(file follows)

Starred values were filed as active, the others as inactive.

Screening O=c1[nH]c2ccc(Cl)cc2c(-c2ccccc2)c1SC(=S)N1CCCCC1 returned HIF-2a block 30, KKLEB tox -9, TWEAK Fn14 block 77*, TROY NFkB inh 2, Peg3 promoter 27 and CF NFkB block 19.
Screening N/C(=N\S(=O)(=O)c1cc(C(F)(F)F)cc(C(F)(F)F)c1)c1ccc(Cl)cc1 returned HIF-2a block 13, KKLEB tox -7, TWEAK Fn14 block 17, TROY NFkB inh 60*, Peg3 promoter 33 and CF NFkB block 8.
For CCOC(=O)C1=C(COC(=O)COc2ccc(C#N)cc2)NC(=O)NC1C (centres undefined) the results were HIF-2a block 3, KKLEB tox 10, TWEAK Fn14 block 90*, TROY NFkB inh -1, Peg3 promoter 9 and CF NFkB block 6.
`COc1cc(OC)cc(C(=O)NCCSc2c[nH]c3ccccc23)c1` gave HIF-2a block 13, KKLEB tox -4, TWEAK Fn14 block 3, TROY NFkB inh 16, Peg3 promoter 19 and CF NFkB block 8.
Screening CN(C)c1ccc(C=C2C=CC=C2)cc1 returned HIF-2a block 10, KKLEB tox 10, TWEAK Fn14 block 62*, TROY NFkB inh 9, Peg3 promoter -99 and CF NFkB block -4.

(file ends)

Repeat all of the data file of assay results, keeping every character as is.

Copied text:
Starred values were filed as active, the others as inactive.

Screening O=c1[nH]c2ccc(Cl)cc2c(-c2ccccc2)c1SC(=S)N1CCCCC1 returned HIF-2a block 30, KKLEB tox -9, TWEAK Fn14 block 77*, TROY NFkB inh 2, Peg3 promoter 27 and CF NFkB block 19.
Screening N/C(=N\S(=O)(=O)c1cc(C(F)(F)F)cc(C(F)(F)F)c1)c1ccc(Cl)cc1 returned HIF-2a block 13, KKLEB tox -7, TWEAK Fn14 block 17, TROY NFkB inh 60*, Peg3 promoter 33 and CF NFkB block 8.
For CCOC(=O)C1=C(COC(=O)COc2ccc(C#N)cc2)NC(=O)NC1C (centres undefined) the results were HIF-2a block 3, KKLEB tox 10, TWEAK Fn14 block 90*, TROY NFkB inh -1, Peg3 promoter 9 and CF NFkB block 6.
`COc1cc(OC)cc(C(=O)NCCSc2c[nH]c3ccccc23)c1` gave HIF-2a block 13, KKLEB tox -4, TWEAK Fn14 block 3, TROY NFkB inh 16, Peg3 promoter 19 and CF NFkB block 8.
Screening CN(C)c1ccc(C=C2C=CC=C2)cc1 returned HIF-2a block 10, KKLEB tox 10, TWEAK Fn14 block 62*, TROY NFkB inh 9, Peg3 promoter -99 and CF NFkB block -4.